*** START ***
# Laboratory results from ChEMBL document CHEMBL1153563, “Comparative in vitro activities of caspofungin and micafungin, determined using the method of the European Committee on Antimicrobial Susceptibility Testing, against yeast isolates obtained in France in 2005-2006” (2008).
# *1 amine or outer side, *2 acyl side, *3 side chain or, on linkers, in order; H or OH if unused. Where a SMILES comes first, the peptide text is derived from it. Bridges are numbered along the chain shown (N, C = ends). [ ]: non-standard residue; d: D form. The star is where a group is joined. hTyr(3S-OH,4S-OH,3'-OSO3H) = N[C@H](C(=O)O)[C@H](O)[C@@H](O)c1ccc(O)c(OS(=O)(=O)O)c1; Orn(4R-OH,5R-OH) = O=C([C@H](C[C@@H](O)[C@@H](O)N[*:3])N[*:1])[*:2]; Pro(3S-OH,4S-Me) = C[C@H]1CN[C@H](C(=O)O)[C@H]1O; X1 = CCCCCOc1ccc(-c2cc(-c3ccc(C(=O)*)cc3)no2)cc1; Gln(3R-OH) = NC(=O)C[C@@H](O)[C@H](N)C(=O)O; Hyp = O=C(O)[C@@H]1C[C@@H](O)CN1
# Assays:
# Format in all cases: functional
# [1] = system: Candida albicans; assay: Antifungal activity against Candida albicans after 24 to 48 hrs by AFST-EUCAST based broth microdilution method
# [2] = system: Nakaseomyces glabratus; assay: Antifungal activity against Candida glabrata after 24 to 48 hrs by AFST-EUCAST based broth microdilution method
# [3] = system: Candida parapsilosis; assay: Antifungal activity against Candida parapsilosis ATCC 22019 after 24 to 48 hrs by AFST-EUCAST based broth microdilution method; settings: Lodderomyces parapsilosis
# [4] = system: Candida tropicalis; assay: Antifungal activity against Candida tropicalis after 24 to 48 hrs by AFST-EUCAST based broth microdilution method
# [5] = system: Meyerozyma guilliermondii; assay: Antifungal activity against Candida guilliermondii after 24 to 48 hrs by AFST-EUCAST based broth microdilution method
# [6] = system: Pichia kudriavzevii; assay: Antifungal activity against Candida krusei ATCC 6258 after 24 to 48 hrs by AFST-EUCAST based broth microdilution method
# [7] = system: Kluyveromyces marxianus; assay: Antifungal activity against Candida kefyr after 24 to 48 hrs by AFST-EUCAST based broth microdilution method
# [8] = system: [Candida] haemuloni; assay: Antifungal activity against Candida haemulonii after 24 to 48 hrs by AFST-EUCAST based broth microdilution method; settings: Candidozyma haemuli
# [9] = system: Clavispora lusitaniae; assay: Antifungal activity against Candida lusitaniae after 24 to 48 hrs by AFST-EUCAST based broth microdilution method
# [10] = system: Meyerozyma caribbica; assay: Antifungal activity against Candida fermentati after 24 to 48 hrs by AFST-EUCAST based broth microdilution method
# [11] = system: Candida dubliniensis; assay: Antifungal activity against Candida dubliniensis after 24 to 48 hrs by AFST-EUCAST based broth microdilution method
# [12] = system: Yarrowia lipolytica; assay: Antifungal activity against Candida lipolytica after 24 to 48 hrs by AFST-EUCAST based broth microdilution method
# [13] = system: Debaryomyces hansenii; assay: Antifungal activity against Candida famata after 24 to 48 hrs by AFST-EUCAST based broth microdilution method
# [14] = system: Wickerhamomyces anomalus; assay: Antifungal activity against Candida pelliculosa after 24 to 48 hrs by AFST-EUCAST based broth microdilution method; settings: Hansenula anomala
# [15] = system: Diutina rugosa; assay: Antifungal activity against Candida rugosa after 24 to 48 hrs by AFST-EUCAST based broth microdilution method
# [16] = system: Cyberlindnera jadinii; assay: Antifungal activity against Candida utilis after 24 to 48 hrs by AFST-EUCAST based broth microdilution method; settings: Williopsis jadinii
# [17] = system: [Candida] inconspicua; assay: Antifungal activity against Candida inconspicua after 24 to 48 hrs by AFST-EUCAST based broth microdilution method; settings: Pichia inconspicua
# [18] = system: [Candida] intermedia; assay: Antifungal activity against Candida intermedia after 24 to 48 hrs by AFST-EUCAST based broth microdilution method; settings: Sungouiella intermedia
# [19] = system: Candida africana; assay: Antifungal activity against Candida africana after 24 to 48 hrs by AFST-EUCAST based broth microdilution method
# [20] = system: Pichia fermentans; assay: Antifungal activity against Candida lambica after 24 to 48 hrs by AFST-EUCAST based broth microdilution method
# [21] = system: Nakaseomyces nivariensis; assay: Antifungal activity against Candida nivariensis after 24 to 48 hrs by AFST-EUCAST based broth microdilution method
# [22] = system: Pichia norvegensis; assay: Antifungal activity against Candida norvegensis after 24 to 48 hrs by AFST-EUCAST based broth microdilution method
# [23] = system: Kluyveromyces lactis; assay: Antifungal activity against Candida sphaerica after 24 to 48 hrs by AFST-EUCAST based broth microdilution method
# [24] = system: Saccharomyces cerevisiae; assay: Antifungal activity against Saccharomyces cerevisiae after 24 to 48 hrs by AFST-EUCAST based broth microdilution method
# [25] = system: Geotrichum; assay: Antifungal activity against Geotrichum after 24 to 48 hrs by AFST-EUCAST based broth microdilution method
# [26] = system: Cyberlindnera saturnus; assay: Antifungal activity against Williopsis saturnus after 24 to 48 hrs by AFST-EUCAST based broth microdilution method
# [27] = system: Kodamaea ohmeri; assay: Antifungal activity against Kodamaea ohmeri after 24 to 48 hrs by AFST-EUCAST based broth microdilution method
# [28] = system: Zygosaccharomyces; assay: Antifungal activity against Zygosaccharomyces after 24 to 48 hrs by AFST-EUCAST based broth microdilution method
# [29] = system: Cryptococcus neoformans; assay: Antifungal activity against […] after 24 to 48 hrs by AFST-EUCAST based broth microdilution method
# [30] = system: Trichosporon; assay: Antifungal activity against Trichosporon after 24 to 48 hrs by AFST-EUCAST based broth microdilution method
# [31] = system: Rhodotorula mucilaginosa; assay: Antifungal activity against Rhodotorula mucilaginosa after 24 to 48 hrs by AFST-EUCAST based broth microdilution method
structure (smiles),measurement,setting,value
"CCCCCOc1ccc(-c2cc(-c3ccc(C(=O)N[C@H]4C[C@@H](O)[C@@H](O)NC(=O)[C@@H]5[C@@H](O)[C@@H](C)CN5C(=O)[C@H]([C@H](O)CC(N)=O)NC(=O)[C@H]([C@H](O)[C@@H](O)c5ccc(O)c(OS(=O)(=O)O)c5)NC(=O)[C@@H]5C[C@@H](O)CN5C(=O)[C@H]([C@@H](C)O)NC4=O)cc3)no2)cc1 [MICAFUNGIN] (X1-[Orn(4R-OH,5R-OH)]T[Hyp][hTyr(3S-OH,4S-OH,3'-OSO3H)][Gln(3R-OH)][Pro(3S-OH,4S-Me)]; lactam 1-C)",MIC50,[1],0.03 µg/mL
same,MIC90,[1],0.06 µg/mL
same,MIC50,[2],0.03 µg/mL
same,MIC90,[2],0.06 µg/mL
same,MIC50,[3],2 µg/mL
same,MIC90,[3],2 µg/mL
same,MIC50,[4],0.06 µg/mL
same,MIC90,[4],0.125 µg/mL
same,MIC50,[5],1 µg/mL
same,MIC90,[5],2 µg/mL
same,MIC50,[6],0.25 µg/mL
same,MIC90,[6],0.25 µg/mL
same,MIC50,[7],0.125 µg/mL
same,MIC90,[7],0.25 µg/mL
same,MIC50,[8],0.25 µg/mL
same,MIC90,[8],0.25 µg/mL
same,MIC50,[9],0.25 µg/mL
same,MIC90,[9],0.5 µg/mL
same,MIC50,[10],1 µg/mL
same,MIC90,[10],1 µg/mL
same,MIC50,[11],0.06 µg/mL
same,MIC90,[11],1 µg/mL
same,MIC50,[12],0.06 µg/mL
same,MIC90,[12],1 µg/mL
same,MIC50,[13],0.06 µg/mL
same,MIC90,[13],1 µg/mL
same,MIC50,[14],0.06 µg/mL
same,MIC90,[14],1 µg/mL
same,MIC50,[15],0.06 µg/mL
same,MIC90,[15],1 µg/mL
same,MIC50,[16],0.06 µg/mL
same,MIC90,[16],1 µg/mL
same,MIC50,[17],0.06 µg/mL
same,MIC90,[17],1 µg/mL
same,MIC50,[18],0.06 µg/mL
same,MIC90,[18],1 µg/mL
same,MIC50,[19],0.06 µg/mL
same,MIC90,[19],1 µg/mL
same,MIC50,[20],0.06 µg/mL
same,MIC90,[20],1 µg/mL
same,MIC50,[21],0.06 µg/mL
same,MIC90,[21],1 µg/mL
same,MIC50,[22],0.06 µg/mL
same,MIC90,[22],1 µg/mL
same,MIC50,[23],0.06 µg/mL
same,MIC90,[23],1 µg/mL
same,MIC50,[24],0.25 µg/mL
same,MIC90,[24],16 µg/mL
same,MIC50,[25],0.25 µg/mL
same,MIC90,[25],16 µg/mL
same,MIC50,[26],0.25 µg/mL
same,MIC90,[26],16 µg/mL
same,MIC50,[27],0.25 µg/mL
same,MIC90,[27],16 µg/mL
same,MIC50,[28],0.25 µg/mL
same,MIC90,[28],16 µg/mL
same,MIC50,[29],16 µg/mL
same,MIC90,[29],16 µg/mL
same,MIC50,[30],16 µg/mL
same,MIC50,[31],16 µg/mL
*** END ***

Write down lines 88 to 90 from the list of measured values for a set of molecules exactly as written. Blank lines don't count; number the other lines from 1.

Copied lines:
same,MIC90,[26],16 µg/mL
same,MIC50,[27],0.25 µg/mL
same,MIC90,[27],16 µg/mL